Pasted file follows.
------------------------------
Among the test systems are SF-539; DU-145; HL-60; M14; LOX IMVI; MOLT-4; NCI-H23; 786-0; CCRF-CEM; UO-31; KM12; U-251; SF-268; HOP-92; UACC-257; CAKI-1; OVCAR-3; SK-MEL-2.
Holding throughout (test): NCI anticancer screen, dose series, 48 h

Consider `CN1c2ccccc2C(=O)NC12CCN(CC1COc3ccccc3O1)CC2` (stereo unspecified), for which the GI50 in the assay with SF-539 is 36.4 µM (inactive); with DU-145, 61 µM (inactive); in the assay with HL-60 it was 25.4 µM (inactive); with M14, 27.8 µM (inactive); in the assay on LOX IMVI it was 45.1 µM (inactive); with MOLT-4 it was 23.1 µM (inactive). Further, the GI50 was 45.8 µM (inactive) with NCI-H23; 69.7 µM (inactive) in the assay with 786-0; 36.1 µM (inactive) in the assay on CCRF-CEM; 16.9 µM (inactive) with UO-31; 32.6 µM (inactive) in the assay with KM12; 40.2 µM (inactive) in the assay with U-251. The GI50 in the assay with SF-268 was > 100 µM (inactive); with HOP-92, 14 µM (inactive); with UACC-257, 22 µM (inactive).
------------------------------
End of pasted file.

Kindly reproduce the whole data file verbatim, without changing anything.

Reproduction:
Among the test systems are SF-539; DU-145; HL-60; M14; LOX IMVI; MOLT-4; NCI-H23; 786-0; CCRF-CEM; UO-31; KM12; U-251; SF-268; HOP-92; UACC-257; CAKI-1; OVCAR-3; SK-MEL-2.
Holding throughout (test): NCI anticancer screen, dose series, 48 h

Consider `CN1c2ccccc2C(=O)NC12CCN(CC1COc3ccccc3O1)CC2` (stereo unspecified), for which the GI50 in the assay with SF-539 is 36.4 µM (inactive); with DU-145, 61 µM (inactive); in the assay with HL-60 it was 25.4 µM (inactive); with M14, 27.8 µM (inactive); in the assay on LOX IMVI it was 45.1 µM (inactive); with MOLT-4 it was 23.1 µM (inactive). Further, the GI50 was 45.8 µM (inactive) with NCI-H23; 69.7 µM (inactive) in the assay with 786-0; 36.1 µM (inactive) in the assay on CCRF-CEM; 16.9 µM (inactive) with UO-31; 32.6 µM (inactive) in the assay with KM12; 40.2 µM (inactive) in the assay with U-251. The GI50 in the assay with SF-268 was > 100 µM (inactive); with HOP-92, 14 µM (inactive); with UACC-257, 22 µM (inactive).